Still, I am quite certain that blind people already do this without thinking about it. While they may not intentionally send out "pings" in the form of clicks or snaps, they quite likely hear other signals such as the brush of their feet on the carpet, the knock of their feet on the floor or even the rustling of their clothes or the sound of the air flowing from the HVAC system. All of these things generate enough noise signal the allow the notice of the change of acoustic feedback as one to detect changes in the surroundings.

  • Blind Wille McTell (Score:2, Interesting)

    by LD HL,4000h ( 824820 ) on Saturday July 04, 2009 @10:00PM (#28583867)
    I remember reading a while ago that Delta Blues musician Blind Willie McTell [] could do this, I always assumed that it was just another weird blues legend, but I'm absolutely stunned to find that it might have been true.
    Maybe Robert Johnson really did sell his soul to the Devil.
  • Re:No duh (Score:2, Interesting)

    by Antidamage ( 1506489 ) * on Saturday July 04, 2009 @10:30PM (#28584001) Homepage

    Right. On top of that, the magic bean we traded it all for - the internet - isn't even real. You can't hug an internet. We're fucked.

  • Ben Underwood (Score:1, Interesting)

    by Anonymous Coward on Saturday July 04, 2009 @10:33PM (#28584013)

    Who was blind had a documentary about him (before he passed,MHRIP) called

    Extraordinary People - The boy who sees without eyes []

    truly amazing, but then is it ? he learned this from an early age and didnt think it was anything special same as most of us take seeing light reflected off objects for granted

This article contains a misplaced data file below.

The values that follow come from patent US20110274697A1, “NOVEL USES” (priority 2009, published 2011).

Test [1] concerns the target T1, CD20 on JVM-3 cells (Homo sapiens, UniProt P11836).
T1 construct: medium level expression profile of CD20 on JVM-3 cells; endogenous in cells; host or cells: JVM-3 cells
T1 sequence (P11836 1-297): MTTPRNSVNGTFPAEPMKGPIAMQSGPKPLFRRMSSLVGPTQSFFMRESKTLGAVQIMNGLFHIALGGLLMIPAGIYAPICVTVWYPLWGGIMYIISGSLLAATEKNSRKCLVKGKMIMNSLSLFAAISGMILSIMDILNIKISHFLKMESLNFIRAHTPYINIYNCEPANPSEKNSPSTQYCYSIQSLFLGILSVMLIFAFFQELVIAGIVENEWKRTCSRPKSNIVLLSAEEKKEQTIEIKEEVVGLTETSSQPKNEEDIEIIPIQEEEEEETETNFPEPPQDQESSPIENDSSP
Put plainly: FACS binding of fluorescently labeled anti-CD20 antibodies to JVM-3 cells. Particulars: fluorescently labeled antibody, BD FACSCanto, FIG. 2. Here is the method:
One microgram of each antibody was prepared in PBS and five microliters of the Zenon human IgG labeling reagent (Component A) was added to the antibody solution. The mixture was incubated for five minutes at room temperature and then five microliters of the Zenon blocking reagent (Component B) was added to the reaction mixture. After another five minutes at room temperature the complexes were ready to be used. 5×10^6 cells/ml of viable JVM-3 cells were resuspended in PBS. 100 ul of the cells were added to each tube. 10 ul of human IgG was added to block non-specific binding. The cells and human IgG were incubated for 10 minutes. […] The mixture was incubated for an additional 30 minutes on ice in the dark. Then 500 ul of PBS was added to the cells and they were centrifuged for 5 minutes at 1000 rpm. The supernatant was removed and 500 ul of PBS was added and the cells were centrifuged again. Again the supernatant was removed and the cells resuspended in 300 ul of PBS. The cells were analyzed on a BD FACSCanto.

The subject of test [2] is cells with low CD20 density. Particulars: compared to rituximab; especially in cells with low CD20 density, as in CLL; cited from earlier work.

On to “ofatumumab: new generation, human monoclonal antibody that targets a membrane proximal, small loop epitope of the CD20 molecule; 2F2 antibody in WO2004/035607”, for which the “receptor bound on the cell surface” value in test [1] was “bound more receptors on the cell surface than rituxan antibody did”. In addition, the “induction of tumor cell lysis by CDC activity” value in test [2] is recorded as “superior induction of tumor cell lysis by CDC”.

Iam more in awe of programmers who are blind (like this guy [], now that takes a special kind of mind.

  • Re:Ben Underwood (Score:3, Interesting)

    by MichaelSmith ( 789609 ) on Saturday July 04, 2009 @11:13PM (#28584149) Homepage Journal
    My mother used to teach children who are both deaf and blind. They used taxies quite a bit to move children between home and school. One day the taxi driver got the destination totally wrong. The child knew straight away they were going the wrong way and tried to tell the driver but unfortunately the driver assumed he knew better and kept going.

    Without sight and hearing you still have a lot of input from your senses. Your skin can detect photons (nice and warm sitting here in the sun) and vibration (haptic feedback, etc). One trick my mother used with her students was to press an inflated balloon to the child's skin, then to expose it to sound. The balloon makes it easier to couple the sound source to the skin. That way you can use sign language to help the child understand the sounds and vibrations they experience.
  • Re:No duh (Score:5, Interesting)

    by JWSmythe ( 446288 ) <> on Sunday July 05, 2009 @03:28AM (#28584971) Homepage Journal

        I've navigated my entire house in pitch blackness. Ever tried to find a flashlight when the power goes out, it's pouring rain outside, at night (no stars, moon, or other ambient light)? Footsteps on wood floors are interesting, even without shoes. I remembered most of my environment, but could hear if I was going to miss a doorway by a few inches (or feet). Constant calls from a known location (like, the wife yelling "Did you find a flashlight yet!") helped anchor my distance and relative angle, and added to the echos to hear. Things like couches deadened the echo. I found it easier to close my eyes while I was doing it, even though it didn't matter because I couldn't see anyways.

        Most of the time was environment recognition. I knew something should be at such a distance ahead of me. Not magic, nor echolocation, just the simply knowing my environment. I was pretty good at it, although I did occasionally fall short on things because I was taking smaller steps rather than finding myself face down on the floor because something was out of place.

        I do this every night. The light switch is beside the door. There is no good place to put a lamp beside the bed, and I don't want a nightlight, so I turn off the lights, get undressed, and walk to bed without being able to see anything. I get a good reference of the room before I do it, so I don't have to wonder "Was the computer chair pushed in, or sitting out?"

Doubt isn't the opposite of faith; it is an element of faith. - Paul Tillich, German theologian and historian